Weekend link-o-rama

Lady Liberty at Pedro Reyes' Doomocracy
Lady Liberty at Pedro Reyes’ Doomocracy

Between two projects launching at Creative Time and preparations underway for two major personal projects (more on one of those in just a moment), Vandalog has been pretty quiet lately. Taking a step back has allowed me to get excited about all the good things happening in street art, graffiti, and public art over the last month or two, and there’s lots more goodness still to come in through the fall. So here’s a bit of a round up of what I’ve been working on, the great things some friends of Vandalog are doing, and all the interesting stuff that people who I were were my friends are doing.

Photo by RJ Rushmore

Kidult and Barbara Kruger respond to Supreme craziness

Suepreme by Kidult
Suepreme by Kidult

Update: gilf! sent me this screenshot from a post on Instagram by @willnyc. @13thwitness is Tim McGurr, the son of Leonard McGurr aka Futura. Futura designed the original Supreme logo. Futura’s daughter Tabatha McGurr blogged for years on the Married to the MOB website. @willnyc’s post went up before Kidult’s image. A case of “it’s a small small streetwear world” and “Suepreme” was an inevitable and obvious gag for people to pick up on, or (and this is a total conspiracy theory) a case of collaboration between Supreme and Kidult, facilitated by Tim McGurr? Thoughts? This isn’t the first time Kidult has been suspected of working for the brand he is supposedly skewering. And of course, even if Supreme didn’t hire Kidult, there’s the argument that even a “Suepreme” parody t-shirt is still a great advertisement for the real Supreme.

Supreme is suing Married to the MOB’s Leah McSweeney for the Supreme Bitch t-shirts that she’s been making for the last decade or so. In response, Barbara Kruger (the obvious inspiration for Supreme’s logo and an artist who many people do not realize got her start on the street) commented on the lawsuit with this Word document.

Other artists have taken to commenting on the ridiculousness of this suit as well, most notably Kidult. The artist known for painting his name on storefronts (including Supreme’s NYC shop) who have appropriated graffiti aesthetics for fashion or advertising purposes is going to be giving away free t-shirts on his website today with the above “Suepreme” graphic.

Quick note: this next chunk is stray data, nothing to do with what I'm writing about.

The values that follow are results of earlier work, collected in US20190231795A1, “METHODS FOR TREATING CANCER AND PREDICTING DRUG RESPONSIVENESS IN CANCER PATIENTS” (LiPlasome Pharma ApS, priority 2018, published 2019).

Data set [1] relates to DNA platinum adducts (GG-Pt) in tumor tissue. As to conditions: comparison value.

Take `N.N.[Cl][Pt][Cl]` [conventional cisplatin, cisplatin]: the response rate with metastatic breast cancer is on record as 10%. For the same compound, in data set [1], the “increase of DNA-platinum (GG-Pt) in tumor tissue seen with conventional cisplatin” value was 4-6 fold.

Kidult’s Suepreme shirts will be available for free at 3pm east coast time from his web “store”.

Weekend link-o-rama

Labrona, Gawd, Cam and Waxhead

Spending a few days in NYC, so this is a bit late, but here it is…

Photo by Labrona

When street art and advertisment collide

Yesterday RJ and I got sent this video of a a mural being put up in Sydney sponsored by Lipton Iced Tea. Despite tagging over some work already put there, the mural isn’t half bad. Apparently this is part of an ongoing series sponsored by the brand to create urban art projects in Australia while showcasing their partnered artists talents.

It’s no secret that art and advertising have been hand in hand ever since graffiti style became popular in the early 1980’s. But where is the line drawn between advertising art and art for advertising? And as such, can the work stand on its own as an entity to be appreciated or is it less appealing because it has brand association?

The video led us to further question other examples of this practice in the past and how audiences reacted to the works. I can think of several just near my flat alone- Tron Legacy painted ad on Great Eastern Street and the large scale Converse painted ad that went over the Eine piece on the Village Underground. Last week Vandalog posted about the annual Supreme paste ups depicting a celebrity photographed by everyone’s favorite “alleged” model molester, Terry Richardson. This year it was Lady Gaga who graced the streets of cities and my Tumblr dashboard as the photograph went viral. An annual event though, these flyers usually get bombed on their own by artists. In their own right, these photographs are artworks and can stand next to any Rankin or Chapelle portrait. But does the added connotation of being associated with Supreme lessen its artistic value? And what about artists like Faile and Poster Boy and Aakash Nihalani who amended the Lou Reed Supreme ads? Are those also further removed from the brand because the artist chose to alter the ads of their own volition?

I just wanted to put this idea out there and would love to hear what you guys think.

Photo by Steven P. Harrington for Brooklyn Street Art

Photo by Steven P. Harrington for Brooklyn Street Art


Photo by senes23

And they’re baaaaack. The supreme street team is at it again this time plastering new york with Lady Gaga’s beautiful visage. Of course you can expect the people working for Supreme to vent their pent up vendettas against other artists while out plastering this bull shit.

Photo by tokyofashion

Photos by senes23, Phomer and Tokyofashion

Lou Reed Gets All Torn Up

If you’re not familiar with Supreme, they are a clothing company who seem, at first glance, pretty hip or whatever. Unfortunately, they are also known for being big fans of flypasting. Their advertising campaigns always seem to consist of photos of celebrities wearing their clothing. These adverts get stuck up in locations which also happen to be perfect for street art or graffiti (often times even going over street art or graffiti).

This practice has caused artists like Gaia to speak out against them or go over them. Recently, other street artists have picked up on this idea rather creatively. This most recent campaign has been a photo of rock legend Lou Reed. Within days of the campaign starting up, Faile were out changing around the ads to their liking. Now, another artist/artists (probably PosterBoy and Aakash Nihilani) have gotten involved:


Photo by Steven P. Harrington

Via Brooklyn Street Art